Discussions at the IWTC-V revealed widespread concerns about the training of forecasters to effectively use the satellite observations and products. Consequently, the third segment of the survey addressed these concerns.
Satellite training is often done locally under the direction of a mentor. In some countries, a national training program is organized for basic training needs. International training in tropical cyclone analysis with some satellite training is available in WMO-sponsored programs for Northern Hemisphere (generally at USA National Hurricane Center) and Southern Hemisphere (generally in Australia).
Only the Guam office of the USA National Weather Service and the New Zealand Meteorological Service indicated no need for additional training. All of the other centres that responded to the survey indicated need for additional training, with the needs ranging from instruction in the basic Dvorak-type satellite interpretation to training in the new products on the Internet websites (see Section 3 above). The most common training requirement mentioned in the survey was for using the microwave imagery and soundings.
Perhaps the most surprising response is the training concerns are not just in warning centres in small countries major centres such as in Australia indicate a need. The RSMC-La Reunion indicates this is a permanent issue due to the arrival of forecasters who are not trained in tropical cyclone analysis. The Joint Typhoon Warning Centre in Hawaii has a continual training requirement because of the three-year rotation cycle of the satellite analysts and forecasters. Other centres that do not have full-time tropical cyclone forecasters cite a need for refresher training, especially when the cyclones are relatively rare or are highly seasonal. In a small centre, travel to a training session by a forecaster may create a gap that has to be filled by other forecasters.
The most frequently mentioned obstacle for training is the cost to travel to the training site. Some centres expressed the opinion that it is more cost-effective for the satellite expert to travel, than for the forecasters to come to the experts site. However, the time the expert has to devote to training activity may be limited and travel to a number of warning centres can require a lot of time. For example, researchers developing new satellite-based products are generally not being paid to do training, and special arrangements must be made. One suggestion was to record the training in the form of a tutorial and make it available at a website.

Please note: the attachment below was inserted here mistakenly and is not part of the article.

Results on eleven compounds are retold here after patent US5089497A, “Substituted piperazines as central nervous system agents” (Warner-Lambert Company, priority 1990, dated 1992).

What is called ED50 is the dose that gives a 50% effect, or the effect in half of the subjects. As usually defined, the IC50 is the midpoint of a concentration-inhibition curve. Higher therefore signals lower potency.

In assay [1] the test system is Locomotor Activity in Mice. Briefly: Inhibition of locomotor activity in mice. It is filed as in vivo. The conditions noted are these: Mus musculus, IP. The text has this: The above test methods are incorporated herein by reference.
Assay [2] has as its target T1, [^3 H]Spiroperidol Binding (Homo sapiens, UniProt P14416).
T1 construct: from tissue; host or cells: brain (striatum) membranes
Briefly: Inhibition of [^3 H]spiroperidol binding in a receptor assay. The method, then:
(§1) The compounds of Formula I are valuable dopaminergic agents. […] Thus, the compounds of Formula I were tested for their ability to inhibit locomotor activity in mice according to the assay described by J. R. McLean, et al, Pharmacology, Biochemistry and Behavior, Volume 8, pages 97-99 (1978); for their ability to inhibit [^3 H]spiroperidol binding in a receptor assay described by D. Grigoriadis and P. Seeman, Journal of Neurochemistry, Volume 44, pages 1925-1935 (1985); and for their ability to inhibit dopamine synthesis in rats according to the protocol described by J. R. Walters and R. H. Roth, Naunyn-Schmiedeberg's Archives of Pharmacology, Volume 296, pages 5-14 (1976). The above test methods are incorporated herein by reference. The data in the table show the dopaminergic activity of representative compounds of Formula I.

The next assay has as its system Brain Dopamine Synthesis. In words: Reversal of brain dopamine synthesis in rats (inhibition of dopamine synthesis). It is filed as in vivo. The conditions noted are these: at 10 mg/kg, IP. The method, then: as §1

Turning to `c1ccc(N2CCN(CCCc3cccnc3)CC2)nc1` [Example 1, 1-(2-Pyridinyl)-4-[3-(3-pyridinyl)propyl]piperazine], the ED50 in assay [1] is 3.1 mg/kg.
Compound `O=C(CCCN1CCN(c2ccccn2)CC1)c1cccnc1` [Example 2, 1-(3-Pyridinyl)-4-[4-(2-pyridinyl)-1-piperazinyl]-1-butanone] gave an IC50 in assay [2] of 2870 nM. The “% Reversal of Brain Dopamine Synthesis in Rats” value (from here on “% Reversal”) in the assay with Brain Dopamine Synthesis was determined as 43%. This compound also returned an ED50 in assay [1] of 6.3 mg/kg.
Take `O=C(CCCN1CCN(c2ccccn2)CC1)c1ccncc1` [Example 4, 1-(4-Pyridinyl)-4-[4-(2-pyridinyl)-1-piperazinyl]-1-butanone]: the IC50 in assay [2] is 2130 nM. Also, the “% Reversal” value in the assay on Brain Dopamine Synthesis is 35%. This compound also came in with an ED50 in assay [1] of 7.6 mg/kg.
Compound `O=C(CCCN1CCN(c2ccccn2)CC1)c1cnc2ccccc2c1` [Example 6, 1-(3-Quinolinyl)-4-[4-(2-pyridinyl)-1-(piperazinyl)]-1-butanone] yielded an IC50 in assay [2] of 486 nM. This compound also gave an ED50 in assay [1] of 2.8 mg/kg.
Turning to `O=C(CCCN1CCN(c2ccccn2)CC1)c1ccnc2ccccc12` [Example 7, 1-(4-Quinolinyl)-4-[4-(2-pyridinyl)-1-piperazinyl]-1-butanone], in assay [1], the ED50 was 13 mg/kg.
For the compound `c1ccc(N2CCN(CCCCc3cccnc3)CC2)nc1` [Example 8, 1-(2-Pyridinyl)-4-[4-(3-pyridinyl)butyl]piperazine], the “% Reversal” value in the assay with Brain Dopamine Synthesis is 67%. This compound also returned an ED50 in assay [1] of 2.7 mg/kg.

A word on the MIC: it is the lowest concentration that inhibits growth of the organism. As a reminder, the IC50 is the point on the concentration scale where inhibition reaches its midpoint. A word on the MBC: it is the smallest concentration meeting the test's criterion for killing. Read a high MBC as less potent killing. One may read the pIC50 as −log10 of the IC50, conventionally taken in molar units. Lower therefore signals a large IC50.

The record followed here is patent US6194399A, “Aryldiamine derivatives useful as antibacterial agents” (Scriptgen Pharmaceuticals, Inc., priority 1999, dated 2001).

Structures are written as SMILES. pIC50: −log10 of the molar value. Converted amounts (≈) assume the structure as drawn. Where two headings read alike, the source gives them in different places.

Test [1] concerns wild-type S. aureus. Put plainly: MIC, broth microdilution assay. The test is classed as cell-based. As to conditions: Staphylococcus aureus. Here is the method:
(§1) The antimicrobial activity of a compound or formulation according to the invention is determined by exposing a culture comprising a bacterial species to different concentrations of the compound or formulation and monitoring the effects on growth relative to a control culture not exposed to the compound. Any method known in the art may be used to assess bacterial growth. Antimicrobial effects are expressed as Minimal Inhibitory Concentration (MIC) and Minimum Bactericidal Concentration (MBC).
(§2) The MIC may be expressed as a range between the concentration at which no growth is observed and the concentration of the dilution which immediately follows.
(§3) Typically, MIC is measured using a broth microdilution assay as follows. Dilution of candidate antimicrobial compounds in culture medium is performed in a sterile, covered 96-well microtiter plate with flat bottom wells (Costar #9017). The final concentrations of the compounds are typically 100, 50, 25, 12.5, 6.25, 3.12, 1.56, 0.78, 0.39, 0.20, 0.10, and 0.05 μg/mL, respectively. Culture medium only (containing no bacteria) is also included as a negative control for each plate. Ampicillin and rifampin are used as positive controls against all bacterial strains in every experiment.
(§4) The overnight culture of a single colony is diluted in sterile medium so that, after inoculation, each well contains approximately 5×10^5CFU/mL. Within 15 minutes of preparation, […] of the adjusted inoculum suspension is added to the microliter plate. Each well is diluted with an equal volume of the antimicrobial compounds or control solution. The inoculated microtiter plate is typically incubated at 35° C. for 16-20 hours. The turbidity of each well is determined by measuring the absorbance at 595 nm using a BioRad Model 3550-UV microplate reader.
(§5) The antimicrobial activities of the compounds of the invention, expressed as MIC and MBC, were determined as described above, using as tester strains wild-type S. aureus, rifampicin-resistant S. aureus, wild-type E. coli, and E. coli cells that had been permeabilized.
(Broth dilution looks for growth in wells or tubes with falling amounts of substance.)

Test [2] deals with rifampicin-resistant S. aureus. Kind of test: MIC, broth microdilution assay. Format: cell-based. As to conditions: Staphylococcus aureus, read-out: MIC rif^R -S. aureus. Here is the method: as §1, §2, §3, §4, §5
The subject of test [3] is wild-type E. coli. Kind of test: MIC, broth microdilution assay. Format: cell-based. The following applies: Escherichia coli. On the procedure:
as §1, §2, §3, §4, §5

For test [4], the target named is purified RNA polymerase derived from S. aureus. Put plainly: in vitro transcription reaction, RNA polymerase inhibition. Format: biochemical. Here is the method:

Tropical cyclone warning centres that responded to the survey
|Australia Brisbane Darwin Perth||France La Reunion||Philippines|
|Bangladesh||Hong Kong||Solomon Islands|
|Barbados (represents eastern Caribbean)||Japan||Sri Lanka|
|China Beijing Guangzhou||Macao||Thailand|
|Cook Islands||Madagascar||United States Guam JTWC Miami|
LIST OF PARTICIPANTS
FIFTH WMO INTERNATIONAL WORKSHOP ON
TROPICAL CYCLONES (IWTC-V)
December 2-12, 2001
|Mr. Jim AbrahamMeteorological Service of Canada2121 TransCanada Highway Dorval, Quebec Canada H9P 1J3||4.6 R||Telephone: 514.421.4751Fax: 541.421.4758e-mail: firstname.lastname@example.org|
|Dr. Joseph Adejokun7 bis, avenue de la PaixCase Postale 2300Geneve 2, Switzerland||WMO||Telephone: 41 22 730-8213Fax: 41 22 733-2326e-mail: Adejokun_J@gateway.wmo.ch|
|Dr. Linda J. Andersen-BerryJames Cook University, Centre for Disaster StudiesP. O. Box 6811Cairns, Queensland 4870 Australia||5.1 R||Telephone: 61 7 4042 1215Fax: 61 7 4042 1214e-mail: Linda.Anderson-Berry@jcu.edu. au|